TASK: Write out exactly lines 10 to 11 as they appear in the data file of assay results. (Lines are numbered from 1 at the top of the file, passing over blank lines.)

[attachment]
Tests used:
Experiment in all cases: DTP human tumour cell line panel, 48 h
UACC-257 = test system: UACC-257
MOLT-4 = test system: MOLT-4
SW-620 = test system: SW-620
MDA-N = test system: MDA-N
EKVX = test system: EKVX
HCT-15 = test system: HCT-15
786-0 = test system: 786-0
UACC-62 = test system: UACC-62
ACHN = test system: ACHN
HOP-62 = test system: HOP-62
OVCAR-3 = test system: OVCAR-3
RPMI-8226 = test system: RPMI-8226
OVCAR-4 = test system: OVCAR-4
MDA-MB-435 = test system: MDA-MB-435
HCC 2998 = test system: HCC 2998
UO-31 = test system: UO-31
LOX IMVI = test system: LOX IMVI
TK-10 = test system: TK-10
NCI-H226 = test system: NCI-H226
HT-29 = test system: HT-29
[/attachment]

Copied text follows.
UACC-62 = test system: UACC-62
ACHN = test system: ACHN